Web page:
February 15, 2016
A wrong-way crash in Nevada recently caused a fatality. A 34-year-old driver was traveling southbound on I-580 in the northbound lanes. The motorist reportedly struck an Expedition, killing the passenger in the Expedition. The driver of the Expedition was transported to the hospital with critical injuries. The initial wrong-way head-on crash resulted in a chain reaction accident, with other motorists sustaining injuries as well. Do not enter sign
KOLO TV reports the driver who was traveling in the wrong direction on the highway did not have a valid driving license, and had a long history of black marks on his license, as well as a past conviction for reckless driving. Police suspect alcohol or drugs may have been a contributing factor.
The driver who allegedly caused this wrong-way car accident fits the profile perfectly of the type of driver who frequently causes collisions by going in the opposite direction of traffic on a highway or divided road. Understanding the causes of wrong-way crashes such as this tragic accident is very important in order to determine who is at the greatest risk and what steps can be taken to reduce the chance of further collisions occurring.
Understanding the Causes of Wrong-Way Accidents
Like the deadly wrong-way crash which occurred recently, most wrong-way accidents happen at night. National Transportation Safety Board reports a total of 78 percent of collisions with drivers going the wrong way happen between the hours of 6:00 PM and 6:00 AM.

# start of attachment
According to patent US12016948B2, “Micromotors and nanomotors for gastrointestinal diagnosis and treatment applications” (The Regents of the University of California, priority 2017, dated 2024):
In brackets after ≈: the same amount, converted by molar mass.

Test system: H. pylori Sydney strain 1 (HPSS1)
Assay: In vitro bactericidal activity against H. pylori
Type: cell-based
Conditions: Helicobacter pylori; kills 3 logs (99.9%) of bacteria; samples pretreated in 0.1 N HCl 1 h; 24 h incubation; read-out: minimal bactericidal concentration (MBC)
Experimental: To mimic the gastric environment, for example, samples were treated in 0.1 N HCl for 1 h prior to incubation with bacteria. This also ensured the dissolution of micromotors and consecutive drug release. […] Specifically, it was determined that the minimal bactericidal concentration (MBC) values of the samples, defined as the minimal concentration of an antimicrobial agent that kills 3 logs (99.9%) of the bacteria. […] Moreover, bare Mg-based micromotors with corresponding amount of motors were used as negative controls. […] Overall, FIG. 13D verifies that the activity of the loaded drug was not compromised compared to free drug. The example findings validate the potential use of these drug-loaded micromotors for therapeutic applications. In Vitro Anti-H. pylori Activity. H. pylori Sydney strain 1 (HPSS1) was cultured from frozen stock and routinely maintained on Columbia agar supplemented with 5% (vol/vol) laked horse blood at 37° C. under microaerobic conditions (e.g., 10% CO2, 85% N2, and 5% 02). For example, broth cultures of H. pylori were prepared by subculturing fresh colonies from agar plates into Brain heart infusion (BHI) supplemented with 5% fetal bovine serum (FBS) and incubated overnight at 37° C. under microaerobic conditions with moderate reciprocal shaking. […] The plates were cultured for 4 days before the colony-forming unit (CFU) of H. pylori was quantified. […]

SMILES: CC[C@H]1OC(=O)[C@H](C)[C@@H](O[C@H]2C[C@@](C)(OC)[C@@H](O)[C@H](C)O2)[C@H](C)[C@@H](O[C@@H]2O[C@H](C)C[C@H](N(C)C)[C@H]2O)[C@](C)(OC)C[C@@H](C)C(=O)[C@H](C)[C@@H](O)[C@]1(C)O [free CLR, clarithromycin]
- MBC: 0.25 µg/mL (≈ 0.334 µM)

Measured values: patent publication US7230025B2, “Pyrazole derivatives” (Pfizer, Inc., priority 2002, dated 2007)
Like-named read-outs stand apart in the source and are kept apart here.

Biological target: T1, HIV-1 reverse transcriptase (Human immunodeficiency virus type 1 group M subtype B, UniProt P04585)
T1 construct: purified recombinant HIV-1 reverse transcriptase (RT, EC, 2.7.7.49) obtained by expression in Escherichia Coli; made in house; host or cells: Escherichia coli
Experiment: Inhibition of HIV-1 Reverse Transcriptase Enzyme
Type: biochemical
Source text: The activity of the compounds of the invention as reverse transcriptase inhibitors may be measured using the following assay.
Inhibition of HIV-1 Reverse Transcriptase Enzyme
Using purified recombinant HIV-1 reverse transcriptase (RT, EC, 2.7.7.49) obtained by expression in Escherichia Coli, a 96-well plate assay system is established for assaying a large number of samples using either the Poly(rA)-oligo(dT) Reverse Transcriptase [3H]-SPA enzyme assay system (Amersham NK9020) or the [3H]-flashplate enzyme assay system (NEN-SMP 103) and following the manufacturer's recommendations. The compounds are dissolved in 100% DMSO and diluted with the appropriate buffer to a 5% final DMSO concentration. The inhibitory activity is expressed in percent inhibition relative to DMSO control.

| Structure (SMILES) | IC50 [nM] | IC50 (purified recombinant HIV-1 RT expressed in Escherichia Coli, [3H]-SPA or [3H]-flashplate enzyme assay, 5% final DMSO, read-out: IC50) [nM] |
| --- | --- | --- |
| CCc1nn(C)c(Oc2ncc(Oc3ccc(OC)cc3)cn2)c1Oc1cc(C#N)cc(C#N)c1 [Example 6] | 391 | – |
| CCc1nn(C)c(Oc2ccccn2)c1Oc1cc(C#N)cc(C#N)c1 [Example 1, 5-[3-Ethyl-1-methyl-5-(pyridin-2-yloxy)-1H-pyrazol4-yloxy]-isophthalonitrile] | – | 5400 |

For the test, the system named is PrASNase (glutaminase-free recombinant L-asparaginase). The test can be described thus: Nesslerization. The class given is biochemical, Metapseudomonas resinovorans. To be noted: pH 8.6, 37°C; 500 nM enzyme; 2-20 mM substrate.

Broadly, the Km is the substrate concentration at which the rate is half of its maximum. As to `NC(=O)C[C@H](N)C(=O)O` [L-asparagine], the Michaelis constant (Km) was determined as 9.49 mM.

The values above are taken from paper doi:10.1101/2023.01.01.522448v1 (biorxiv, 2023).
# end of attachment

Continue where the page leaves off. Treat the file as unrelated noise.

Many of the crashes involve drivers who, like the one going the wrong way in the recent crash, do not have valid licenses at the time of the accident. Approximately 19 percent of drivers who cause collisions by going the wrong way had no valid driver’s license when they caused the accident to occur.
Many also involve drivers who are drunk at the time of the accident and who have a history of drunk driving. The wrong-way driver is over the legal alcohol limit in 60 percent of total wrong-way crashes crashes and in 65 percent of wrong-way crashes involving drivers age 20-39.
Further, approximately nine percent of the wrong way drivers had a previous conviction for an impaired driving offense within three years of the time they caused the wrong-way accident. This is around three times the number of DUI convictions for drivers in other crash types.
These statistics clearly show alcohol is a leading cause of wrong-way accidents. However, alcohol is not the only cause of wrong-way accidents. Wrong-way collision risks increase dramatically as drivers get older. When breaking down demographic groups of wrong-way drivers into groups of people within 10 years of age, there is a decline in wrong-way crashes as drivers get older… up until age 70.
Once a driver is aged 70- 79, the driver is 2.5 times as likely as drivers aged 60-69 to get into a wrong-way accident. When a driver is 80 or older, the driver is 30 times as likely to get into a wrong way accident. Senior drivers are generally not drunk when involved in a wrong-way crash, but may simply become disoriented or confused.